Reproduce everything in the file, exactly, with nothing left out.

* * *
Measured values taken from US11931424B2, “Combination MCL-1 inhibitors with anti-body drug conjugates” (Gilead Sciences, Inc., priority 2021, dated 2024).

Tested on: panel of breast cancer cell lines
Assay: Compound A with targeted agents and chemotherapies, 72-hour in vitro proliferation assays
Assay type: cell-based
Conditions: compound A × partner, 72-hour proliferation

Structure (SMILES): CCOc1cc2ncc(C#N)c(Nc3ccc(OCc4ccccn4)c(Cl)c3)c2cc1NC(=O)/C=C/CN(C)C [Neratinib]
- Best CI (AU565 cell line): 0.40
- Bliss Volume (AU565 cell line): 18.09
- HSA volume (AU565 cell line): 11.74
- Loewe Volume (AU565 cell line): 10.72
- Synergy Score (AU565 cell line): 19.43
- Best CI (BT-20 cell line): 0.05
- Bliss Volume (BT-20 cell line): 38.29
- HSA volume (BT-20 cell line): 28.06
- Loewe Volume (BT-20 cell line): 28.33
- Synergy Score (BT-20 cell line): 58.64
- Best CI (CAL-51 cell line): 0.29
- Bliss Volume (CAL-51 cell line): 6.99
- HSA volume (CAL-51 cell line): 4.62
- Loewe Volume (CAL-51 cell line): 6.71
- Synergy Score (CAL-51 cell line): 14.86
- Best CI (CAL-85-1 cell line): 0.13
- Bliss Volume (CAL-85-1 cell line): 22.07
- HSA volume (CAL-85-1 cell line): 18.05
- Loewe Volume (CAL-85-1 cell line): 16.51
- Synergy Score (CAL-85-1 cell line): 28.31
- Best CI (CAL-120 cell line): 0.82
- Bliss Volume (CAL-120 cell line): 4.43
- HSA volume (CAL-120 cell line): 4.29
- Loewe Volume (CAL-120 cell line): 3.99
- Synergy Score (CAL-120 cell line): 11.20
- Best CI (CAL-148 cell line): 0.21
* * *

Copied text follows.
Measured values taken from US11931424B2, “Combination MCL-1 inhibitors with anti-body drug conjugates” (Gilead Sciences, Inc., priority 2021, dated 2024).

Tested on: panel of breast cancer cell lines
Assay: Compound A with targeted agents and chemotherapies, 72-hour in vitro proliferation assays
Assay type: cell-based
Conditions: compound A × partner, 72-hour proliferation

Structure (SMILES): CCOc1cc2ncc(C#N)c(Nc3ccc(OCc4ccccn4)c(Cl)c3)c2cc1NC(=O)/C=C/CN(C)C [Neratinib]
- Best CI (AU565 cell line): 0.40
- Bliss Volume (AU565 cell line): 18.09
- HSA volume (AU565 cell line): 11.74
- Loewe Volume (AU565 cell line): 10.72
- Synergy Score (AU565 cell line): 19.43
- Best CI (BT-20 cell line): 0.05
- Bliss Volume (BT-20 cell line): 38.29
- HSA volume (BT-20 cell line): 28.06
- Loewe Volume (BT-20 cell line): 28.33
- Synergy Score (BT-20 cell line): 58.64
- Best CI (CAL-51 cell line): 0.29
- Bliss Volume (CAL-51 cell line): 6.99
- HSA volume (CAL-51 cell line): 4.62
- Loewe Volume (CAL-51 cell line): 6.71
- Synergy Score (CAL-51 cell line): 14.86
- Best CI (CAL-85-1 cell line): 0.13
- Bliss Volume (CAL-85-1 cell line): 22.07
- HSA volume (CAL-85-1 cell line): 18.05
- Loewe Volume (CAL-85-1 cell line): 16.51
- Synergy Score (CAL-85-1 cell line): 28.31
- Best CI (CAL-120 cell line): 0.82
- Bliss Volume (CAL-120 cell line): 4.43
- HSA volume (CAL-120 cell line): 4.29
- Loewe Volume (CAL-120 cell line): 3.99
- Synergy Score (CAL-120 cell line): 11.20
- Best CI (CAL-148 cell line): 0.21